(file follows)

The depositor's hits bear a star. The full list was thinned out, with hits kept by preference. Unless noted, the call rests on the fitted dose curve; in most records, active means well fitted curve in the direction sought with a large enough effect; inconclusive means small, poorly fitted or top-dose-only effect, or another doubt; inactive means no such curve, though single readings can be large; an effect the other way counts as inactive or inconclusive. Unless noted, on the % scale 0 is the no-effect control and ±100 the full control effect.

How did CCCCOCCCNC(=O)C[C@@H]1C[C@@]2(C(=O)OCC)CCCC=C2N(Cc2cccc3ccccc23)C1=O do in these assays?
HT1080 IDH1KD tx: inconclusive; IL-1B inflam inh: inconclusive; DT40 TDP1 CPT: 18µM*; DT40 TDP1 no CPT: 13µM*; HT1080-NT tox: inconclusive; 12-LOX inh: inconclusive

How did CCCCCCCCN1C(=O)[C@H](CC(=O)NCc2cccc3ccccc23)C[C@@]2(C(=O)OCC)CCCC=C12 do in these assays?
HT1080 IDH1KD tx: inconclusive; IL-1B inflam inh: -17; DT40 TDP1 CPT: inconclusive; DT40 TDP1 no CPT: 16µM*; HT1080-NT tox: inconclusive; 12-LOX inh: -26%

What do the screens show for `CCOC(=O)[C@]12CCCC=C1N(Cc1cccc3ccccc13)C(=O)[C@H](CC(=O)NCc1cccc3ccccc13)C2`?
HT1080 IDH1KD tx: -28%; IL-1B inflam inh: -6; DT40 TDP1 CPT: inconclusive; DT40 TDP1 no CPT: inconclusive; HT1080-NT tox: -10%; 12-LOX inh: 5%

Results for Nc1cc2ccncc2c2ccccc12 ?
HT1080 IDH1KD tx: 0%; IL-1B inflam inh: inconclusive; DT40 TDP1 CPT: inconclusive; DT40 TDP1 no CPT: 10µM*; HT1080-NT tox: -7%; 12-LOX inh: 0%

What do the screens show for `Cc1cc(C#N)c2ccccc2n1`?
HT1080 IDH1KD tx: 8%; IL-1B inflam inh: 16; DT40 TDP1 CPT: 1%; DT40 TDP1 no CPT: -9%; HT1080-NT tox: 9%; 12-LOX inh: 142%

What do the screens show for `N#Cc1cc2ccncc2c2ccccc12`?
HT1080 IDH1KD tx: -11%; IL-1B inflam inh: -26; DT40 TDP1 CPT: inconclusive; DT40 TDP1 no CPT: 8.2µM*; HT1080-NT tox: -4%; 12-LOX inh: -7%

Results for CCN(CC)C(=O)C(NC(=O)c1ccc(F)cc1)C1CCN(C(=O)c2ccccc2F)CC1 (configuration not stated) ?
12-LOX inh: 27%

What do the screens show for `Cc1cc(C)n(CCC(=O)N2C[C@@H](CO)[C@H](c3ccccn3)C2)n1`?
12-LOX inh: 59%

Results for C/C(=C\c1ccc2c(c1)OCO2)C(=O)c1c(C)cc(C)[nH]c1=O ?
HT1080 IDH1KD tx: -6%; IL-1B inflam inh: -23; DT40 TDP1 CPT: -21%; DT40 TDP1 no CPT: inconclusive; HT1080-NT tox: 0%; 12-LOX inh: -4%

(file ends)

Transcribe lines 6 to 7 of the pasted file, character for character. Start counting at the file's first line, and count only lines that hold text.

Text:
What do the screens show for `CCOC(=O)[C@]12CCCC=C1N(Cc1cccc3ccccc13)C(=O)[C@H](CC(=O)NCc1cccc3ccccc13)C2`?
HT1080 IDH1KD tx: -28%; IL-1B inflam inh: -6; DT40 TDP1 CPT: inconclusive; DT40 TDP1 no CPT: inconclusive; HT1080-NT tox: -10%; 12-LOX inh: 5%